As to the notion that there was an oral assignment of the lease. The court commented that this was not possible. When the original corporation was dissolved, it had no right to "reincorporate" itself at some later time, unlike what would be the case modernly. Thus the legal title to its assets remained with the corporation, while "the beneficial title vested in the shareholders." But this legal ownership was ineffective, as the corporation lacked any power to conduct business. The court also alludes to a Statute of Frauds argument concerning the oral assignment, but says nothing more about this issue.
The final argument, based upon estoppel, was similarly dismissed out of hand. As indicated, the court concluded that equitable estoppel cannot lie against the County. And, it stated, that even if it was wrong on this point, there were no affirmative statements made by County officials upon which the club members could rely that would give rise to an estoppel by reliance.
Comment 1: To the editor’s mind, blessedly free of any knowledge of the niceties of corporate dissolution law, this appears to be one royal Texas screwing.
The original lease was with an unincorporated entity, represented by individuals carrying out certain activities. As the lease was for 99 years, clearly those individuals were not going to be the ones expected to continue the activities - so the County conferred the lease rights on a group that was continuously remaking its membership, formed around a series of activities involving horsemanship. It appears, even from the court’s self serving summary of the facts, that these activities were in fact carried on continuously with the County’s knowledge and without the County’s objection for over 50 years. We don’t have to talk about estoppel here. All we have to say is that both sides to the arrangement in fact recognized the unincorporated association that continued to act after the 1959 dissolution as the true lessee, and that this lessee later incorporated and became the instant plaintiff.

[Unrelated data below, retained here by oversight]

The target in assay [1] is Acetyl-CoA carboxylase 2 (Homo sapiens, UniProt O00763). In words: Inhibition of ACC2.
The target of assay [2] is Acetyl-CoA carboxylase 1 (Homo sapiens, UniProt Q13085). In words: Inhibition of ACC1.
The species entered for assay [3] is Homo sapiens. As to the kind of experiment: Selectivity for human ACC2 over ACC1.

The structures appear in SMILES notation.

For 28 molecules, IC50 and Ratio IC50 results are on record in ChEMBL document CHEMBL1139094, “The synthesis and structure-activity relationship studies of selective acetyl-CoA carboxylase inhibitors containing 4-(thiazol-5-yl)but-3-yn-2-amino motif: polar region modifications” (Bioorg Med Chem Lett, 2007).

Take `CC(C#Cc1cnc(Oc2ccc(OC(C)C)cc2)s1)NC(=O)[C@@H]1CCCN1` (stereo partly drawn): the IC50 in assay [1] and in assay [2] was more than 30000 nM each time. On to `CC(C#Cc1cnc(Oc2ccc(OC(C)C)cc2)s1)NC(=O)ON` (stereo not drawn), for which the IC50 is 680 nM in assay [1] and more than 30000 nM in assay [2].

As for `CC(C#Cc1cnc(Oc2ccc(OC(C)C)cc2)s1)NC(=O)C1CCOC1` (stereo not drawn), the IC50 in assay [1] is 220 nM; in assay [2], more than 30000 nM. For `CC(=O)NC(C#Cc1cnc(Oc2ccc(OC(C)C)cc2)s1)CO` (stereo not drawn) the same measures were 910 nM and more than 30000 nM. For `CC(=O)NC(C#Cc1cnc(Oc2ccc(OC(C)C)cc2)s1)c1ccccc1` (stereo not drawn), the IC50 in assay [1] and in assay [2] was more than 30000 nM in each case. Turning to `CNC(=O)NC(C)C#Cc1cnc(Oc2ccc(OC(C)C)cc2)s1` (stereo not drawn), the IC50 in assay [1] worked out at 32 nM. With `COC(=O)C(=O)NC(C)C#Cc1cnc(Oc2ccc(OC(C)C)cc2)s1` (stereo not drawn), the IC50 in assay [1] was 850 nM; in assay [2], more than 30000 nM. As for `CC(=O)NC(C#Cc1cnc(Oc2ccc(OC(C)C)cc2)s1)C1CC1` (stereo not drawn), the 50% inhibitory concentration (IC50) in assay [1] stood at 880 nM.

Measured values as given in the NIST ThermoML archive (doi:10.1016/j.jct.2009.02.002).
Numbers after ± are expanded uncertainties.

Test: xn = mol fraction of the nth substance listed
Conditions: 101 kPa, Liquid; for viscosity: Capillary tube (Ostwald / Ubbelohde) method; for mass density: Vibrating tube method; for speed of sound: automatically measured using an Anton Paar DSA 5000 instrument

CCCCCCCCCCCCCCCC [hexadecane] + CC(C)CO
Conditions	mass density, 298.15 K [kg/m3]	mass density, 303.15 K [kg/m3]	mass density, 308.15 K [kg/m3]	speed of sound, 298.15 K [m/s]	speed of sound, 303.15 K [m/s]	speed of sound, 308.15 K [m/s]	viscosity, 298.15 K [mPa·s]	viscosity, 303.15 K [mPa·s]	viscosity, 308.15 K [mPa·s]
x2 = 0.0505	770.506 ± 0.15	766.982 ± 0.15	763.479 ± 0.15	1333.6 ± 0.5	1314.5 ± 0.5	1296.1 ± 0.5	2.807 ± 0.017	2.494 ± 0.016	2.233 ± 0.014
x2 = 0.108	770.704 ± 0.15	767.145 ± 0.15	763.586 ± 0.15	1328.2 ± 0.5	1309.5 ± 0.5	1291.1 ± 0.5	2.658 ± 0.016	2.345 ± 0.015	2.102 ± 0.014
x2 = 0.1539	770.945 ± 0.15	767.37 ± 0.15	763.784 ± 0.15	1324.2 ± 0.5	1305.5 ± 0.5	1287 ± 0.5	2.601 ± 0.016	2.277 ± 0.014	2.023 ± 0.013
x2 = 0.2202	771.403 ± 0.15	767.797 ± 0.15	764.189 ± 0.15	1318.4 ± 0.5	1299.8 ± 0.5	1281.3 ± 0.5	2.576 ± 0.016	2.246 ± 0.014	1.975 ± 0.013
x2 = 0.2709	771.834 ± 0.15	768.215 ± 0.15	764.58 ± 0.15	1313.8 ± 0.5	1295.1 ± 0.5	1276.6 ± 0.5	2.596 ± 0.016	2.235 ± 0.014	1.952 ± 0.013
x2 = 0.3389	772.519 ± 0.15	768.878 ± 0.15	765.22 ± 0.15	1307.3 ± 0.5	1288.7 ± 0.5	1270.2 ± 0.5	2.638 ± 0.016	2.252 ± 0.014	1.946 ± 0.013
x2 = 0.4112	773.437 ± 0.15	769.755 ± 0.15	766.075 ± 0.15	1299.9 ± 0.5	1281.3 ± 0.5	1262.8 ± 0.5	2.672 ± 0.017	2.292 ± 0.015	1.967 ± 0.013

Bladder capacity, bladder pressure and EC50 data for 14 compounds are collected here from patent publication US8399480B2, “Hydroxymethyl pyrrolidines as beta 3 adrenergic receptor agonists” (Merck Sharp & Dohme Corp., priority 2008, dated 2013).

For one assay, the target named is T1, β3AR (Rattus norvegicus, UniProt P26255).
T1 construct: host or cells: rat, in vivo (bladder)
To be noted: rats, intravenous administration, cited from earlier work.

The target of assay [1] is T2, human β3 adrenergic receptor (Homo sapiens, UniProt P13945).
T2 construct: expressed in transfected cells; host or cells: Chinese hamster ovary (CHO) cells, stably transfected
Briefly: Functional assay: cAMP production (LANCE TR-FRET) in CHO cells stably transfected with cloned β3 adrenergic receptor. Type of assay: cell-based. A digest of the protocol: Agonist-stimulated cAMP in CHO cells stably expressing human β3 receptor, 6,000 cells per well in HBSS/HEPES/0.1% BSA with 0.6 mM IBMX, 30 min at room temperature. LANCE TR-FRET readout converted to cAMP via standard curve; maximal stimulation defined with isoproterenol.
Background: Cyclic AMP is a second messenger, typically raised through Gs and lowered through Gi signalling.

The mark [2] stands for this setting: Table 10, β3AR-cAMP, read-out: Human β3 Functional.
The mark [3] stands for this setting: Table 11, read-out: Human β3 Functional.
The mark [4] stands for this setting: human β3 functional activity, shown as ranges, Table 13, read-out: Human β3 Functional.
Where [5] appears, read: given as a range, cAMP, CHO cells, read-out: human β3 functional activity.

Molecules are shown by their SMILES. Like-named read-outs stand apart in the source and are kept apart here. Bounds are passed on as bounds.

There is lease law to support this conclusion. In a number of cases, some of them discussed on DIRT in the past, corporate entities occupied space leased by other corporate entities involving the same principles, and the court concluded that the occupying entity was in fact a effective assignee of the lessee. No writing was required.
Comment 2: The critical notion here is the statement that there was nothing that Ector County had ever done that recognized the new corporation as the successor to the old. The court, of course, accepts this finding of fact because, it claims, it was never challenged on appeal, even though the court’s own statement of the club’s arguments appear to reveal that the opposite is true.
In any event, is this even the right question? Shouldn’t the question be whether the group of individuals that carried on the riding club activities after the 1959 dissolution, before being reincorporated, were effectively the continuation of the group that originally obtained the lease? The original tenant was not a corporation. It strikes the editor as bizarre that the tenant’s rights completely dissolved when it lost the corporate status that it later undertook, even when there was no change in function.